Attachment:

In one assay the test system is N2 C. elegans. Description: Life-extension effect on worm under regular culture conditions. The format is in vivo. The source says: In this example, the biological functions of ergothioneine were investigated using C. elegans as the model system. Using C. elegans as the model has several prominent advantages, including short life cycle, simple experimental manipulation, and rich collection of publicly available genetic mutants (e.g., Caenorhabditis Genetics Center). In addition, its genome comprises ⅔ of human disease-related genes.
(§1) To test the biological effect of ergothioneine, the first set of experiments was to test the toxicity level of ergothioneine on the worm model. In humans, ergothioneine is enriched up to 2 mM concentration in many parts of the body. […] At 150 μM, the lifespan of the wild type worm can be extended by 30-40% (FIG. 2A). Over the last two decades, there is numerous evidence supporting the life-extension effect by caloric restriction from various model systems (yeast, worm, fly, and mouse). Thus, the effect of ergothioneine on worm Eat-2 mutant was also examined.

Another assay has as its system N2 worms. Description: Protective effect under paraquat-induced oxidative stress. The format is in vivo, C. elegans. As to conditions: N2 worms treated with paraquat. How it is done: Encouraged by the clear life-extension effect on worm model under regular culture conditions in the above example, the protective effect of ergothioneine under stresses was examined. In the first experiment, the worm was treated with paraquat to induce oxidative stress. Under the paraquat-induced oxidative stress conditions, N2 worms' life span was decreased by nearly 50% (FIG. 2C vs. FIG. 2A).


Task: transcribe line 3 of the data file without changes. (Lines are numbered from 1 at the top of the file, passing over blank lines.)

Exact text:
Another assay has as its system N2 worms. Description: Protective effect under paraquat-induced oxidative stress. The format is in vivo, C. elegans. As to conditions: N2 worms treated with paraquat. How it is done: Encouraged by the clear life-extension effect on worm model under regular culture conditions in the above example, the protective effect of ergothioneine under stresses was examined. In the first experiment, the worm was treated with paraquat to induce oxidative stress. Under the paraquat-induced oxidative stress conditions, N2 worms' life span was decreased by nearly 50% (FIG. 2C vs. FIG. 2A).